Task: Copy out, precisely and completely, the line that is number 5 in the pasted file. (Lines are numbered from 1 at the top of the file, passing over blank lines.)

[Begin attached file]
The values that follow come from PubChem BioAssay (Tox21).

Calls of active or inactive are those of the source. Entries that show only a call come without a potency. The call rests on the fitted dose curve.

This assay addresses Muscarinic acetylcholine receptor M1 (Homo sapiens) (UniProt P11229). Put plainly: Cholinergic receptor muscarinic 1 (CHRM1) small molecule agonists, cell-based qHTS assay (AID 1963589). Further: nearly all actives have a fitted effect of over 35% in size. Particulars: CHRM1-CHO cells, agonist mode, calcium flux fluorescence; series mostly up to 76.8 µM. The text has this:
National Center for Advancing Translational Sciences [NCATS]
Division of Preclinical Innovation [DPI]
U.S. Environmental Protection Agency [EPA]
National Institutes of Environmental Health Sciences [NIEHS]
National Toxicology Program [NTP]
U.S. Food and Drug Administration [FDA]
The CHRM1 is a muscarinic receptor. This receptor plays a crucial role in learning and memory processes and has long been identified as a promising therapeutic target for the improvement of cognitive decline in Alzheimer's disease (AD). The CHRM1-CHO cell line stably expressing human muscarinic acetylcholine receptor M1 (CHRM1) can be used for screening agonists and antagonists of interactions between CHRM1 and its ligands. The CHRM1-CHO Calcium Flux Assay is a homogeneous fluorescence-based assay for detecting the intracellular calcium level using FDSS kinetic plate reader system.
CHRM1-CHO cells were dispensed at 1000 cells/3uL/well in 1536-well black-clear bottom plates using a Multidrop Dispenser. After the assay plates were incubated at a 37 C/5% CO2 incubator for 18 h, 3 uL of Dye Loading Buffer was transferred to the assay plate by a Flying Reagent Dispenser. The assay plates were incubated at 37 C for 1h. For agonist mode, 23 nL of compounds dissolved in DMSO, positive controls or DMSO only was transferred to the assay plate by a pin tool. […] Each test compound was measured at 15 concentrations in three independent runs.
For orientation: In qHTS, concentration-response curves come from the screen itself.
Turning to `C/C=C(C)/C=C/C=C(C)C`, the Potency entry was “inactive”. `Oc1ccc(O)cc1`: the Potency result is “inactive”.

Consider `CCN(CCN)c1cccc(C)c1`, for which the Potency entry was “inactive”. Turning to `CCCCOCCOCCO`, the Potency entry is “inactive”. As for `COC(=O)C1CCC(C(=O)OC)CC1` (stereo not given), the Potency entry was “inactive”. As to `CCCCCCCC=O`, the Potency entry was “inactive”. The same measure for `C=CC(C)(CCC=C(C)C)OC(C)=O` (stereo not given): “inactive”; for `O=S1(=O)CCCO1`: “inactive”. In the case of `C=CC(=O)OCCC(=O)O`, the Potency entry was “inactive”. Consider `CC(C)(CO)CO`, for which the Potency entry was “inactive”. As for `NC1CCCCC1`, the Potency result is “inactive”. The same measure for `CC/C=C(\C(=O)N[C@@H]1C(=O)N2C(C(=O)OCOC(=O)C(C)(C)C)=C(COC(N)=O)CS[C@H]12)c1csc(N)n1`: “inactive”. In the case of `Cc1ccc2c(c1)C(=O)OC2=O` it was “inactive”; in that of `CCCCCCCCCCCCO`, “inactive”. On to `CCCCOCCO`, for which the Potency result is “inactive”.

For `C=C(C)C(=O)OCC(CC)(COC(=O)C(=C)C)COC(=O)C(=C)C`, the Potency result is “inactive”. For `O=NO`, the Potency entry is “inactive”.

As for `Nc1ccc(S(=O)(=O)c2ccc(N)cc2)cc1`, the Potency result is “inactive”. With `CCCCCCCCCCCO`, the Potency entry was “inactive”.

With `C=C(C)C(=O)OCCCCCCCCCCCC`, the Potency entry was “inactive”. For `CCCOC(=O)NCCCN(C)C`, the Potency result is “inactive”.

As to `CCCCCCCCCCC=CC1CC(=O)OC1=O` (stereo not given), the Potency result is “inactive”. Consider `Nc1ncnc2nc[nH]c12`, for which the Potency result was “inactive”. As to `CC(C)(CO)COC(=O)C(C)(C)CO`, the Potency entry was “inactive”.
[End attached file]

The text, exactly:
Division of Preclinical Innovation [DPI]